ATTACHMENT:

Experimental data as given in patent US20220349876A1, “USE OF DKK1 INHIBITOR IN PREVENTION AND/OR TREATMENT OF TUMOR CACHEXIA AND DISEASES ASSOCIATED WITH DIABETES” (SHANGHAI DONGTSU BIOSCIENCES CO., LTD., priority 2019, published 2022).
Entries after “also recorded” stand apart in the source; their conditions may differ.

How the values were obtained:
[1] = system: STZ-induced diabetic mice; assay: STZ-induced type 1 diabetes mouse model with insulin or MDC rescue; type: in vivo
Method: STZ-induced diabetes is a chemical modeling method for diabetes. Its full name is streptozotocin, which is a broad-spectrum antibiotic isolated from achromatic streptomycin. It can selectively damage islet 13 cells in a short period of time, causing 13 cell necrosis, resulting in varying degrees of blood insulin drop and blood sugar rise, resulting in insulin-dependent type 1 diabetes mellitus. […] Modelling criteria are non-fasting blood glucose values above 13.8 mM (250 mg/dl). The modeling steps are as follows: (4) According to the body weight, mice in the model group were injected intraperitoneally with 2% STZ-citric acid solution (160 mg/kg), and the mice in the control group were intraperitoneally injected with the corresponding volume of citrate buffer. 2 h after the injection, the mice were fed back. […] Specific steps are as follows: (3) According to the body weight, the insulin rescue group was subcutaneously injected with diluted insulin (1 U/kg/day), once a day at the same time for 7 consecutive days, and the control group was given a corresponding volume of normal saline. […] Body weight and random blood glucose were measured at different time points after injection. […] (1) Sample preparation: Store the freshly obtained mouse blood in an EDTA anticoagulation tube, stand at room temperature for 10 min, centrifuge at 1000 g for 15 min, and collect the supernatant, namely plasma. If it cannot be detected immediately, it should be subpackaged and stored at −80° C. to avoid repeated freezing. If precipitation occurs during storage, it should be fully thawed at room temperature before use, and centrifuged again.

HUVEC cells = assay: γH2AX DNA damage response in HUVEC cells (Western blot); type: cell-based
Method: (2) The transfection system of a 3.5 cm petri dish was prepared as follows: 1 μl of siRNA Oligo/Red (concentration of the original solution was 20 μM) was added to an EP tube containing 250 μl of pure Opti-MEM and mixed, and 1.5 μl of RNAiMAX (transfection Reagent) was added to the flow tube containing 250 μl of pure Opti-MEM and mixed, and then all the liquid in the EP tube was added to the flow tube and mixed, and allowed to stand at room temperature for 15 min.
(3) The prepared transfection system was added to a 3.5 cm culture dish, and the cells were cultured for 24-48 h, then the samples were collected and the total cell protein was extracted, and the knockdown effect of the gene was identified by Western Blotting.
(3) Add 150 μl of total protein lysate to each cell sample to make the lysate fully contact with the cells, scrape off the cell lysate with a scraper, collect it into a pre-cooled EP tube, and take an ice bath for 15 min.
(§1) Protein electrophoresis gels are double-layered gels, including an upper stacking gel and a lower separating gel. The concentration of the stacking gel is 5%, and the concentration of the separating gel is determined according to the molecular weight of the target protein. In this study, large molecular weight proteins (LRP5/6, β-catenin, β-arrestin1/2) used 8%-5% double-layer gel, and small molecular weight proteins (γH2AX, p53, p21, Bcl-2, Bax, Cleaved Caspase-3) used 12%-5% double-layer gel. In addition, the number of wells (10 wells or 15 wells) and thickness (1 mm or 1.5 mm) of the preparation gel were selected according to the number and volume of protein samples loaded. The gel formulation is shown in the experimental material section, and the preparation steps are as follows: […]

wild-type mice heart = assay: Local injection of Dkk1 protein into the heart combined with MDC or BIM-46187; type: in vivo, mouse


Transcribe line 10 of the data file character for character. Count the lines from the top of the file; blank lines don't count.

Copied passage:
(§1) Protein electrophoresis gels are double-layered gels, including an upper stacking gel and a lower separating gel. The concentration of the stacking gel is 5%, and the concentration of the separating gel is determined according to the molecular weight of the target protein. In this study, large molecular weight proteins (LRP5/6, β-catenin, β-arrestin1/2) used 8%-5% double-layer gel, and small molecular weight proteins (γH2AX, p53, p21, Bcl-2, Bax, Cleaved Caspase-3) used 12%-5% double-layer gel. In addition, the number of wells (10 wells or 15 wells) and thickness (1 mm or 1.5 mm) of the preparation gel were selected according to the number and volume of protein samples loaded. The gel formulation is shown in the experimental material section, and the preparation steps are as follows: […]